All records are made to be broken but some are just never expected to do so. One of those was Michael Johnson's 43.18 set in the 400m in 1999. However, at the Olympic Games in Rio last year, Wayde van Niekerk smashed it out the park with a mind blowing 43.03. The women behind his success, "Tannie Ans" Botha, speaks to CONQA on how that record has changed their relationship, how the pair are striving for more success and what it would take to join the pantheon of greats who claim gold in both the 400m and 200m.
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Rather than look back on the year that was, CONQA Sport is casting an eye on 2017 and calling on the powers that be to make some changes to improve the games we love. In the cutthroat world of top level sport, stagnation is suicide and so, along with some of the leading figures in the industry, we have compiled a 2017 wish list for a happy and elite new year.
Golf is the most popular sport for people 50 years and up. Makes sense right? Golf is mostly taking a pleasant stroll through manicured fields interspersed with the occasional swing of a lightweight stick. Obviously professional golfers are getting more and more athletic but where else do you find a fully professional Senior Tour? Well it turns out that the twilight years come much sooner for female golfers and more and more young women are dominating the game. CONQA Sport examines the societal reasons behind the phenomenon and finds that they are more worrying than first imagined.
Every year, new teams are crowned champions over a wide spectrum of sports, but there are only a handful that will forever echo throughout eternity as conquerors. The Brazilian footballers of the 1960s, the West Indian cricketers of the 1970s and ‘80s, the current New Zealand All Blacks who dominate rugby union; these reigns, as mighty as they appear, pale in comparison to an empire that stretches back to the very beginning. US Swimming has exerted a stranglehold on their sport since the first Olympic Games and haven’t let go since. Thanks to a dominant mindset, they won’t be letting go any time soon.
Caster Semenya is on a course with destiny and controversy at this year's Olympic Games in Rio. Gold in the 800m for the 25 year old South African is as close to a sure thing as you can get in sport. She has obliterated her opposition this season by running the fastest women's 800m in eight years. However, as has been the case since she burst on the scene in 2009 as a prodigal teenager, questions around Semenya's gender-identity and whether or not it is fair that she is competing will be brought up. CONQA Sport unpacks the debate and finds that in this case, there are many more questions than answers.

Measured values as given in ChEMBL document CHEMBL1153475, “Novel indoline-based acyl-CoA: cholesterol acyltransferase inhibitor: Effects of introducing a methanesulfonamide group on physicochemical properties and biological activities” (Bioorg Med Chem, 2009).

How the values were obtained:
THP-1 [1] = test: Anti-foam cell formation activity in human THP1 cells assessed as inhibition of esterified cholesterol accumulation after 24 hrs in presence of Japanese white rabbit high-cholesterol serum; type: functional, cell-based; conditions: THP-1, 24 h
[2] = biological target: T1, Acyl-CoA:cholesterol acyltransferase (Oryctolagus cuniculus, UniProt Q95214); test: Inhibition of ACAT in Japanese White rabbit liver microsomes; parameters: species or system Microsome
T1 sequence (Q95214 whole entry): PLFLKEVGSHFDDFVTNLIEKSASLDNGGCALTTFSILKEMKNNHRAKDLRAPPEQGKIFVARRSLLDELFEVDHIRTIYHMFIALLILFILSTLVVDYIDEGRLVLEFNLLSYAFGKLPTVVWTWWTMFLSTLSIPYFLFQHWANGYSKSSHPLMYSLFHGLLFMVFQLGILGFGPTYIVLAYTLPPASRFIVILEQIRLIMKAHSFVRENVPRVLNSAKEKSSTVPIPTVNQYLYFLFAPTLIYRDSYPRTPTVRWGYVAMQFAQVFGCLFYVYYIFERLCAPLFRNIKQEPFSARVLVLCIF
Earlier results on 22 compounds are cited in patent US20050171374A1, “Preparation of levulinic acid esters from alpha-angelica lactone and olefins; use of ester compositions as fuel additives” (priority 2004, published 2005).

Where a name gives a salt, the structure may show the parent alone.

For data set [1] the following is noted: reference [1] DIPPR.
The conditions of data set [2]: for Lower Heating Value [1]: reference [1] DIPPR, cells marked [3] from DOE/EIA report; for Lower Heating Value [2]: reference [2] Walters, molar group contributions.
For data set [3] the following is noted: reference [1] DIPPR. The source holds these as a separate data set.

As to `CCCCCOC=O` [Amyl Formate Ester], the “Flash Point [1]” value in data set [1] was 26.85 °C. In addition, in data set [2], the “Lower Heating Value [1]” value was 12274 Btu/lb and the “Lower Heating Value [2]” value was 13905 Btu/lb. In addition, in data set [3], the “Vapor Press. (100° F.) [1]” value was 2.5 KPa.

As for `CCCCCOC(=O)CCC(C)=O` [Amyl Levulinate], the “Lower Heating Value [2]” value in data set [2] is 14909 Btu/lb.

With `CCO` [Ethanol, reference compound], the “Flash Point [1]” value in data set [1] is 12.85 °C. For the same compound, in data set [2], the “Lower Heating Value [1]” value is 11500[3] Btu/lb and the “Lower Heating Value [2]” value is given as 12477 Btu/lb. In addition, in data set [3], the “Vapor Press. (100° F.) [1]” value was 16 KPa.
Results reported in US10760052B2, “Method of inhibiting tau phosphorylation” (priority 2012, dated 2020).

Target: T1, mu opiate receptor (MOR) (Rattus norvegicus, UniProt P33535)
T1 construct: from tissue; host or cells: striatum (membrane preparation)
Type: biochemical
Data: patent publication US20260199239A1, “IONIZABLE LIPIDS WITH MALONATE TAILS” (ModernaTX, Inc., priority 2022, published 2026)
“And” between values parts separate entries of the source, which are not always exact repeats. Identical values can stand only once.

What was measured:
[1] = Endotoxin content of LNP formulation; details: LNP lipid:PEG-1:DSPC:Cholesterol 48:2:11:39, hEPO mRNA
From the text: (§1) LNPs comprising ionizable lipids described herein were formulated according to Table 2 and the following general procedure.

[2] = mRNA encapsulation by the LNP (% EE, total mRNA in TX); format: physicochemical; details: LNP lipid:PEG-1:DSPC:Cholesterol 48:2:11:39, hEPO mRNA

With less than a week to go to the 2016 Summer Olympic Games in Rio, the integrity of sport and competition hangs by a thread. Every day, new information surrounding the developing Russian doping scandal emerges. President Vladimir Putin has remained steadfast in defence of his athletes and government while the whole debacle is getting uglier and more political as it progresses. In light of this, CONQA Sport takes a look at the relationship between sport and politics, and more specifically, war. For make no mistake, this is a 21st century imperial march on sport, and indeed, the world.
With less than a month to go before the world descends on Rio for the 27th Summer Olympic Games, thousands of athletes, coaches and sports practitioners are gearing up for the flagship sporting event of the year. The largest contingent will be representing the red, white and blue of the United States of America and such a big team comes with a host of big challenges. Finbarr Kirwan is a High Performance Director at the United States Olympics Committee (USOC) heading up two of the largest teams at the Games: track and field and swimming. He walks us through some of the obstacles he faces and divulges how he and his team are plotting for gold.
Here’s a question: would you rather have Lionel Messi’s left foot or Cristiano Ronaldo’s right? Tough choice, so why not both? Ambidexterity is a rare ability that few possess. Being able to perform equally well on both sides of the body might be a handy trait in everyday life but is a massive competitive advantage in many sports. Elite athletes who possess this gift stand out. But is it something they are born with, and if not, how can you train it? CONQA Sport explores.
In elite sport winning is hard enough, winning time and time again is almost impossible. And yet some teams manage to do it. Throughout history there have been sporting dynasties that dominate their code with an air of impunity. But how do they do it? What is the secret to sustained success? Great British Cycling Team are establishing themselves as a modern dynasty. Few others have swept all before them in consecutive Olympic Games, and with Rio 2016 just a few months away, this era of dominance shows no sign of stopping.